editor's blog
Subscribe Now

Your Wall As a Touchscreen

Pico-projectors sound like an absolute dream for anyone who has to travel with a standard projector in tow. Being able to attach a small device to your phone has the potential to eliminate one heavy bag and to give your shoulder a badly-needed rest. In reality, of course, they don’t have the power that a “real” projector has, so you’re not going to thrill an audience in a big room using your phone. But when the need arises, they can allow for ad hoc display of anything on a modest patch of wall.

Microvision is in this business; they make a pico-projector that uses a single laser for each color and a movable mirror to create a workable image for a small presentation or a heads-up display.

Much of their future work will focus on the same thing everyone else is focusing on: reducing power. Right now they do that by blanking any lasers that aren’t in use at a given instant; future gains will be had by improved green and blue LED efficiency, working an efficient modulation scheme, and taking advantage of Moore’s Law improvements in the digital controller. All to get under 1 W. I know; sounds high, but this thing is all about projecting enough light to overcome the ambient. Ever wonder how much power those monster projectors in auditoriums suck down? Lots, judging by the cooling units… And that’s for use in a darkened room…

But power reduction is an evolutionary improvement. This year they’re looking to change the game by measuring reflections when the scanning laser beam is blocked by something like a finger. Since the system knows where it was shooting the beam when the unusual reflection occurred, it can provide coordinates for the obstruction. In other words, if you point, the system can figure out what you’re pointing to.

This really changes the nature of the presentation from simply a passive transmission of visual images to a – must I use the phrase? – collaborative engagement. The idea is to turn the wall where this is being projected into a temporary tablet on the scale of 2-3’ (5-8’ in a darkened room).

I’m assuming that this isn’t trivial to do. The background against which these “reflective anomalies” (I made the phrase up for lack of a better one) are detected isn’t predictable. One day the projector might be in a bright room shining on a yellow wall; another day, another café, perhaps darker, with a light blue wall. So they will presumably need to normalize the current environment as a calibration step so that they can figure out when a reflection is anomalous.

 But this seems typical of a lot of the work being done in the realm of smart systems: extract useful signals out of extraordinarily noisy environments. We actually seem to be getting pretty good at it.

This capability isn’t available yet, but they said to watch for it in 2014. And watch we will.

Leave a Reply

featured blogs
Nov 23, 2022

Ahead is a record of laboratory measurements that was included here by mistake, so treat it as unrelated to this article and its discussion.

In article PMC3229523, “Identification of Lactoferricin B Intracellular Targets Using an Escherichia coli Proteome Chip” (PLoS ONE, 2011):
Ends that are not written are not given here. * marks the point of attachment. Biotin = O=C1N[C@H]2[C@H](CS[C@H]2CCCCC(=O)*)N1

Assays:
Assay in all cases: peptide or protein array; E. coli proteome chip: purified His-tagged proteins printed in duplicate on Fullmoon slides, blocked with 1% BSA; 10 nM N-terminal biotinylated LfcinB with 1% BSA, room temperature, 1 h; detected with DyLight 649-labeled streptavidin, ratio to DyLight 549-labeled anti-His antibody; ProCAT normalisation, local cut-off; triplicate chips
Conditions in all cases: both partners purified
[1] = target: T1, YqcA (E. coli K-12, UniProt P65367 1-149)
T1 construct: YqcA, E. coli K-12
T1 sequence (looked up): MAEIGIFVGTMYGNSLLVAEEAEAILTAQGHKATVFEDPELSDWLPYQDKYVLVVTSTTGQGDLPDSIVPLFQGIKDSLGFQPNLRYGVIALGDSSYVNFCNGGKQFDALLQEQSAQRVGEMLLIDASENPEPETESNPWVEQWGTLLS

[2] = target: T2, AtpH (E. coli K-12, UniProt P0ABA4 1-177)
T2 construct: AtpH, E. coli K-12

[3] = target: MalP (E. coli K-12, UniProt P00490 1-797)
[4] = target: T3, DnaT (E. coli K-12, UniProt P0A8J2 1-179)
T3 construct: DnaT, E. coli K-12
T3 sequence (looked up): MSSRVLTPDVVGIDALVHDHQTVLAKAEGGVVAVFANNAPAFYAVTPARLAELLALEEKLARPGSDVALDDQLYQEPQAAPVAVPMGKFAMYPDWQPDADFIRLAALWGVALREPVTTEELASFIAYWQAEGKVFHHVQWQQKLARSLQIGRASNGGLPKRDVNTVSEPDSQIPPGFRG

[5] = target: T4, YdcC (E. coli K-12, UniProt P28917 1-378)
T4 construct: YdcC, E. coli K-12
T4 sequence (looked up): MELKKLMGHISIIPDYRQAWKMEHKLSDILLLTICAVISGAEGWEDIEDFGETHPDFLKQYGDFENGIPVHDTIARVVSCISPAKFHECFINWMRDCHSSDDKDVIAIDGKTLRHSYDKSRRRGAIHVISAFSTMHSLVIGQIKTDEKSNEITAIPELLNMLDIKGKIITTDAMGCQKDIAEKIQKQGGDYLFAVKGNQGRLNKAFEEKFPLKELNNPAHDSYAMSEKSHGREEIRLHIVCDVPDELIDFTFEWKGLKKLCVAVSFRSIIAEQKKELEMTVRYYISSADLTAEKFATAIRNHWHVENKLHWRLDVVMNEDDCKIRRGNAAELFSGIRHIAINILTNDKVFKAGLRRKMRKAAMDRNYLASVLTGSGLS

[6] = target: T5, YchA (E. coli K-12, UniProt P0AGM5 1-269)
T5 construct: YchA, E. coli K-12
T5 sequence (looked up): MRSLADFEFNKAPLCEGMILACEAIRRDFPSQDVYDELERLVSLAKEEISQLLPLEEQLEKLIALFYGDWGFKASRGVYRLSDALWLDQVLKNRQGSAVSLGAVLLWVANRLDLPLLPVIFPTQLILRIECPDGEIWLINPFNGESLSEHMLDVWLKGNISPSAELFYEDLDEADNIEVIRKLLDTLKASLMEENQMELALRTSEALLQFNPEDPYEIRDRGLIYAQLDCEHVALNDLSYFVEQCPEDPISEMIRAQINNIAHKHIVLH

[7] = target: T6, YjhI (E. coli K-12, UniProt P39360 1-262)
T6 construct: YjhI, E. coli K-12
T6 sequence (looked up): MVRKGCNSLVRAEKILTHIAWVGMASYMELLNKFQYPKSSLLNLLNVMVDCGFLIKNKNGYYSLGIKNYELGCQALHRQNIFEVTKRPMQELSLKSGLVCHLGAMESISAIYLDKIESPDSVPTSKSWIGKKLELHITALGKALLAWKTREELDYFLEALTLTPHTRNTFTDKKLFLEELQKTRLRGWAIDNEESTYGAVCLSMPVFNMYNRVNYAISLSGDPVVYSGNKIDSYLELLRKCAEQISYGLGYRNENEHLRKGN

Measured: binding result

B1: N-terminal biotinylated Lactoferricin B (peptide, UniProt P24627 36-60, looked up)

The current challenge in custom/mixed-signal design is to have a fast and silicon-accurate methodology. In this blog series, we are exploring the Custom IC Design Flow and Methodology stages. This methodology directly addresses the primary challenge of predictability in creat...
Nov 22, 2022
Learn how analog and mixed-signal (AMS) verification technology, which we developed as part of DARPA's POSH and ERI programs, emulates analog designs. The post What's Driving the World's First Analog and Mixed-Signal Emulation Technology? appeared first on From Silicon To So...
Nov 21, 2022
By Hossam Sarhan With the growing complexity of system-on-chip designs and technology scaling, multiple power domains are needed to optimize… ...
Nov 18, 2022
This bodacious beauty is better equipped than my car, with 360-degree collision avoidance sensors, party lights, and a backup camera, to name but a few....

featured video

Maximizing Power Savings During Chip Implementation with Dynamic Refresh of Vectors

Sponsored by Synopsys

Drive power optimization with actual workloads and continually refresh vectors at each step of chip implementation for maximum power savings.

Learn more about Energy-Efficient SoC Solutions

featured paper

How SHP in plastic packaging addresses 3 key space application design challenges

Sponsored by Texas Instruments

TI’s SHP space-qualification level provides higher thermal efficiency, a smaller footprint and increased bandwidth compared to traditional ceramic packaging. The common package and pinout between the industrial- and space-grade versions enable you to get the newest technologies into your space hardware designs as soon as the commercial-grade device is sampling, because all prototyping work on the commercial product translates directly to a drop-in space-qualified SHP product.

Click to read more

featured chalk talk

Traction Inverter

Sponsored by Infineon

Not only are traction inverters integral parts of an electric drive train and vital to the vehicle motion, but they can also make a big difference when it comes to the energy efficiency and functional safety of electric vehicles. In this episode of Chalk Talk, Amelia Dalton chats with Mathew Anil from Infineon about the variety of roles that traction inverters play battery electric vehicles, how silicon carbide technology in traction inverters can reduce the size of electric car batteries and how traction inverters can also help with cost reduction, functional safety and more.

Click here for more information about Automotive IGBT & CoolSiC™ MOSFET Modules